Tag Archives: eBee

World Bank Using UAVs for Disaster Risk Reduction in Tanzania

An innovative World Bank team in Tanzania is exploring the use of UAVs for disaster risk reduction efforts. Spearheaded by colleague Edward Anderson, the team recently partnered with friends at Drone Adventures to capture very high-resolution images of flood-prone areas in the country’s capital. This imagery is now being used to generate Digital Terrain Models to develop more reliable flood-inundation models at an unparalleled level of resolution. This project is a joint effort with the Commission for Science and Technology (COSTECH) and kindly supported by the Swedish International Development Agency and the Global Facility for Disaster Risk Reduction (GFDRR), working in partnership with the Tanzania Red Cross.

Drone Adventures flew dozens of flights over the course of 10 days, covering close to 90km² at a resolution of 4cm-8cm. They used eBees, which weigh about 700 grams and are 95% foam-based with a small properly facing the back, which makes the UAV extra safe. Here are some pictures (click to enlarge) from the recent mission in Dar es Salam, courtesy of Mark Iliffe from the Bank.

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The World Bank Team also used a DJI Phantom 2 UAV pictured below. Like Drone Adventures, they also took the time to engage local communities. This approach to community engagement in UAV projects is an important component of the UAViators Code of Conduct and Guidelines. The team is using the DJI Phantom to inform urban planning and transportation conversations, and to quickly assess flood impact, as this video explains.

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Most of the resulting imagery has already been added to OpenAerialMap here. The imagery is also being used here as part of the Missing Maps project. This has already improved the level of detail of Dar es Salam maps. For example, compare the level of detail in this map before the aerial imagery was made available:

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With these more detailed maps enabled by the availability of aerial imagery:

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And here’s a comparison of a satellite image (taken from Google Earth) of a neighborhood in Dar es Salam with an areal image (from an eBee) at around the same spatial resolution.

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As Mark from the World Bank noted during a recent conversation, making this aerial imagery open and making the data derived from this imagery open “gives agencies and municipalities data that they’ve not had access to previously. But there are still outstanding questions such as authoritativeness that need to be resolved. There is a lot of institutional work with statistics and mapping agencies that is ongoing to validate the data and ensure they’re happy with it, prior to it augmenting traditional mapping practices. That’s where we’re at currently.”

Acknowledgements: Many thanks to Edward & Mark for sharing their efforts.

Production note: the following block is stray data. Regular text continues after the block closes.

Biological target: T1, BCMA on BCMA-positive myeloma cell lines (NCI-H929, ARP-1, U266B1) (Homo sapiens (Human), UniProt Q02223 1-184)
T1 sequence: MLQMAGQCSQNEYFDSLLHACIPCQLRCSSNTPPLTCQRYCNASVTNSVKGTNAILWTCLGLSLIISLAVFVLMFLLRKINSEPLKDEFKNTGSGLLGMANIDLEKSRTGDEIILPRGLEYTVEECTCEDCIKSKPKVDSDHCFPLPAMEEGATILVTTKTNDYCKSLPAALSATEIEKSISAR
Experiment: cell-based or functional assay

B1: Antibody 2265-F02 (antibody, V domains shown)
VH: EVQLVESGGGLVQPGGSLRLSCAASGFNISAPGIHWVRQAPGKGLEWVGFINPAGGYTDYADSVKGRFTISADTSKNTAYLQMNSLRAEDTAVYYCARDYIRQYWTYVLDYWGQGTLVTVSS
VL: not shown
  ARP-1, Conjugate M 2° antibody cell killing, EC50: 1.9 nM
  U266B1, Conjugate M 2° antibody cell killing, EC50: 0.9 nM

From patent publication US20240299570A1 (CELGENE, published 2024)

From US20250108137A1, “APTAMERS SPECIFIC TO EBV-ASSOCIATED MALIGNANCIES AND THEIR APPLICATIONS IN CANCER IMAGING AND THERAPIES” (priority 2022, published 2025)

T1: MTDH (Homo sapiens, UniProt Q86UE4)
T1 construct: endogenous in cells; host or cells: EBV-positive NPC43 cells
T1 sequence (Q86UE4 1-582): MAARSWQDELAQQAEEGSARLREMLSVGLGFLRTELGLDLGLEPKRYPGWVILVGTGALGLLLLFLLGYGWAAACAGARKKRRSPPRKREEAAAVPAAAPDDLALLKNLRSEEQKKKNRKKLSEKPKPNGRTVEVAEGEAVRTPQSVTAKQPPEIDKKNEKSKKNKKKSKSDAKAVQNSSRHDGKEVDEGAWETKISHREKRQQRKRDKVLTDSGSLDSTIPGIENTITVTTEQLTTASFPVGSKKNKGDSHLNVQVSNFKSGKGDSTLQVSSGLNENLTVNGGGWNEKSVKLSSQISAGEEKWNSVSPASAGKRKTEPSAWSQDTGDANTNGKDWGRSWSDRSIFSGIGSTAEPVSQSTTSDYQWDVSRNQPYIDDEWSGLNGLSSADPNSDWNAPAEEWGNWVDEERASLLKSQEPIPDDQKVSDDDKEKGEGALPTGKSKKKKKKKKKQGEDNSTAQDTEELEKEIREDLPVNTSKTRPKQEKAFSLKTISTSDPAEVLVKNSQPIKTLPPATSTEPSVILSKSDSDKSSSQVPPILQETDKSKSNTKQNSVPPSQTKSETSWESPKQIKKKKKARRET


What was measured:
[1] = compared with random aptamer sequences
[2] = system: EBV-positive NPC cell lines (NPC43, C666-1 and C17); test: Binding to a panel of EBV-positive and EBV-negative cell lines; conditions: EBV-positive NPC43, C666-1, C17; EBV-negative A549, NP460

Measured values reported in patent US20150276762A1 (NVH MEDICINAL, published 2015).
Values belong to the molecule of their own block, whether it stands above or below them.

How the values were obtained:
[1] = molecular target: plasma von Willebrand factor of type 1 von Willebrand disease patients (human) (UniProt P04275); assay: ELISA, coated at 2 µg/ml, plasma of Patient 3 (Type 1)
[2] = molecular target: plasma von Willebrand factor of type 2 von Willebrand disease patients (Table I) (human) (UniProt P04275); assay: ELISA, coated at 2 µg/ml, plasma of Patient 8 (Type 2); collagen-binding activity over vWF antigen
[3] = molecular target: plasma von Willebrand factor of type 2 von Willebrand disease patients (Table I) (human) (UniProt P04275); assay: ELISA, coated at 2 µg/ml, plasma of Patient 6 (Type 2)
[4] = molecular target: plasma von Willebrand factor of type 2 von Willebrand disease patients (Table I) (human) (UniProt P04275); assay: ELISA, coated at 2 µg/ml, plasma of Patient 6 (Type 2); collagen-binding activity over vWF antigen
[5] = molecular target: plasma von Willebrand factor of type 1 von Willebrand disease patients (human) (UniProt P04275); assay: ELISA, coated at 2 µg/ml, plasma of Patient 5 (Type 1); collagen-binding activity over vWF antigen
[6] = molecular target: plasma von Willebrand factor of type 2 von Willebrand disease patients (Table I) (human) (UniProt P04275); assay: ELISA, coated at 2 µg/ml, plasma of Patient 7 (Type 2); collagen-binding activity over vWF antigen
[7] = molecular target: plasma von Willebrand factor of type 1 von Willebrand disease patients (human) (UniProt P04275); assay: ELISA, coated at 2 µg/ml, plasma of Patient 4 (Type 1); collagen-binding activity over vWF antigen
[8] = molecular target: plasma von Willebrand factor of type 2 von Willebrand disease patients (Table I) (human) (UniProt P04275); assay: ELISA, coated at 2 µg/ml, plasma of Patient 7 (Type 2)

How to Program UAV Flights for Humanitarian Missions

UAVs are increasingly being flown autonomously rather than manually. But how does this actually work? In this blog post, I seek to “demystify” the process of programming UAV flights. While a number of platforms exist to program UAVs, they largely resemble each other. So I used the eMotion software that comes with senseFly’s eBee UAV to provide the demo below, which is actually based on a real humanitarian mission in the Philippines after Typhoon Haiyan. Please be sure to read the Humanitarian UAV Network’s Code of Conduct and Operational Check List before programming any UAV flights for humanitarian missions.

This demo is for simple flights only. If you’re flying near hills or mountains, for example, you’ll need to upload elevation data. I’ll provide a demo on how to program more complicated flights in the future. Of course, humanitarian UAV missions don’t end with the landing. The imagery needs to be analyzed and translated into information products to support decision-making. This requires using image processing platforms like Pix4D and PhotoScan. I’ll provide a demo on this in the future. In the meantime, if you’ve captured aerial videos or pictures of disaster areas, the easiest way to share them with humanitarian organizations and others is by posting them on the Humanitarian UAV Network’s Crisis Map. You can also partner with Humanitarian OpenStreetMap and MicroMappers to crowdsource the analysis of aerial imagery. These groups can be contacted via the Digital Humanitarian Network.

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Acknowledgements:

See Also:

  • Official UN Policy Brief on Humanitarian UAVs [link]
  • Humanitarian UAV Network: Strategy for 2014-2015 [link]
  • Common Misconceptions About Humanitarian UAVs [link]
  • Reflections on the Use of UAVs in Humanitarian Interventions [link]
  • Humanitarians in the Sky: Using UAVs for Disaster Response [link]
  • Google Already Developing UAV’s for Disaster Response [link]
  • WHO Using UAVs to Transport Medical Supplies [link]